If Only the Truth Had Such Good PR!
For some reason, the Toledo Free Press yesterday wrote a…well, gosh, I don’t know what to call it. The article — Former dog warden warns: watch out for pit bulls — about former Lucas County (of which Toledo is a part) Dog Warden Tom Skeldon, reads like an apologetic of sorts on the one hand, and a saving-face PR stunt on the other. Does Mr. Skeldon also have relatives working at the Toledo Free Press?
Anyone who has been involved in fighting breed-specific legislation (BSL) in the last 10 or so years knows the name Tom Skeldon like they know the names Kory Nelson or Merritt Clifton. These are the names of death. These men are responsible for the disinformation campaign that has seen the needless mass killing of thousands of adoptable, lovable dogs they inaccurately finger as “pit bulls.” One wonders if these men aren’t part of a death cult for what they have wrought. And so Mr. Skeldon is a former dog warden for a reason. One of those reasons seems to be that he can’t discern an American Pit Bull Terrier, or any other breed erroneously deemed a “pit bull,” from the broad side of a barn.
The article notes that,
Ohio law says “dogs commonly known as pit bulls” are inherently vicious and subject to certain regulations. The law went into effect…in October 1987.
And how much more educated and informed are we since 1987? There is no denying that a dog attack can be horrific. But a dog attack by any breed can be horrific, so why pass legislation that fingers a specific breed or breeds when any dog with a negligent or irresponsible owner can be a danger? And knowing this, why are certain breeds the legislative focal point rather than irresponsible owners, i.e. people.
So why does Ohio still hold to an archaic law and an outdated concept — the faulty idea that there is such a thing as an inherently vicious breed — when so much evidence and judicial precedent proves otherwise? Perhaps that’s why Ohio has a bill pending, HB 79 (and an amendment to HB 55) sponsored by Rep. Barbara Sears of Lucas County, that would overturn the “pit bull”-as-inherently-vicious designation. You can respect it when people — whether individually or as a collective — can admit their mistakes. We can be somewhat at ease knowing that at least some Ohio legislators are aware that Ohio’s and Toledo’s BSL is archaic, ineffective, unenforceable, and needs to change.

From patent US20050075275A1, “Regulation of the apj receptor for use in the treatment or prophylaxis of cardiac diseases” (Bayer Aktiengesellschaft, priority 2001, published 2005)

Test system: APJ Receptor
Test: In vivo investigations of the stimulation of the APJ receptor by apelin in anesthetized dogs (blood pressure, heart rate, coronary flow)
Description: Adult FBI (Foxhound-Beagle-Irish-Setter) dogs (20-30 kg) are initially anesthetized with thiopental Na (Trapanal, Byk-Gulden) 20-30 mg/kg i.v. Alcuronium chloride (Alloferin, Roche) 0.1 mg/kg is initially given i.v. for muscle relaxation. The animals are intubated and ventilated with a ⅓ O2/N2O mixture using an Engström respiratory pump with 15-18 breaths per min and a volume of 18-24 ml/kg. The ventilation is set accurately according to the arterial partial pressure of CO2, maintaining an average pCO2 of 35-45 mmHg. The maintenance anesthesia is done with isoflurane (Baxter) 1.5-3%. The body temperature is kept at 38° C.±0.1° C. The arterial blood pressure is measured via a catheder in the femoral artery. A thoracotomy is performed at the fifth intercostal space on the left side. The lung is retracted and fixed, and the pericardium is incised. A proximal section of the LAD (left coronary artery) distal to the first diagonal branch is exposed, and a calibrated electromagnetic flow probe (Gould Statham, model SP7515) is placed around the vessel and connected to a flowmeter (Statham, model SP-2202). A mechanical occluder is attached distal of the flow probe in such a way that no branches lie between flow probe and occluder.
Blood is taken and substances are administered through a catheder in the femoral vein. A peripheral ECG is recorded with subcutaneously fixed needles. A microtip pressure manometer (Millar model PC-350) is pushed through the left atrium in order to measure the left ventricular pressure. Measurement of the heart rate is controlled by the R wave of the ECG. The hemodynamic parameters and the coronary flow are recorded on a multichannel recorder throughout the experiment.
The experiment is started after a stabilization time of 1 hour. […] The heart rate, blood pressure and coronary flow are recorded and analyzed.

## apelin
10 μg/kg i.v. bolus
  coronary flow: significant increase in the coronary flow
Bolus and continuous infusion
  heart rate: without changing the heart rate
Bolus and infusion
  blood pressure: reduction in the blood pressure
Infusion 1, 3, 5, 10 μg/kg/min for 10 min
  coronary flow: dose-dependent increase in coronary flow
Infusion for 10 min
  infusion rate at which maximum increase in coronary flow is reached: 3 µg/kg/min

The article also points out that,
Toledo’s law — recently declared unconstitutional by Judge Michael Goulding — limits residents to owning one “pit bull” or “pit bull” mix and requires owners to keep their animal leashed and muzzled when not on their property…
Toledo’s ordinance was deemed unconstitutional because it was shown to exceed the purview of home rule power. Toledo is currently in the process of drafting a dangerous dog law, which will actually keep people safer since increasing penalties for irresponsible dog owners, not fingering specific breeds, is an effective deterrence. Hmm…so why do BSL proponents still not get that BSL is ineffective, unenforceable, and unconstitutional??? Why does Mr. Skeldon still adhere to obvious falsehoods like the following?:
The No. 1 biting dog is the pit bull and, since 1982, there has never been a year where pit bulls didn’t account for about half of fatal and disfiguring attacks, [Skeldon] said.
“Pit bulls are bred to grab ahold, hang on, shake and not let go. They are bred to kill. And they are very, very good at it.”
The number one biting dog is NOT the “pit bull” because there is no such breed. Though that “breed” may exist in Mr. Skeldon’s imagination, out here in reality the vague term “pit bull” has been used to put to death countless actual breeds and their mixes for being “guilty” of being a type. And when Mr. Skeldon mentions grabbing ahold and not letting go, he is alluding to this concept of “gameness,” a trait which can be found in many breeds, including Jack Russell Terriers. Is a Jack Russell a “pit bull” in Mr. Skeldon’s mind too?
As Mr. Skeldon should well know, in testimony from the Toledo v. Tellings case in 2006, Dr. I. Lehr Brisbin, Ph.D., who is a Senior Research Scientist at the Savanna River Ecology Laboratory and an expert in training, handling, behavior and the anatomy of bully breeds, gave the following testimony about “gameness” which the court affirmed:
Many pit bulls [which the court defined earlier as meaning the American Pit Bull Terrier] may also exhibit a behavior or trait referred to as ‘gameness,’ which, simply stated, is the ability or willingness to continue doing an action once begun, i.e. ’stick-to-it-iveness.’ Gameness, in itself, is not a negative trait. For example, the ability to carry out duties or trained tasks, despite injury, distraction, or frustration, is desirable in pit bulls which have been trained to be search and rescue dogs, protection dogs in the U.S. military, drug sniffing dogs, and therapy dogs.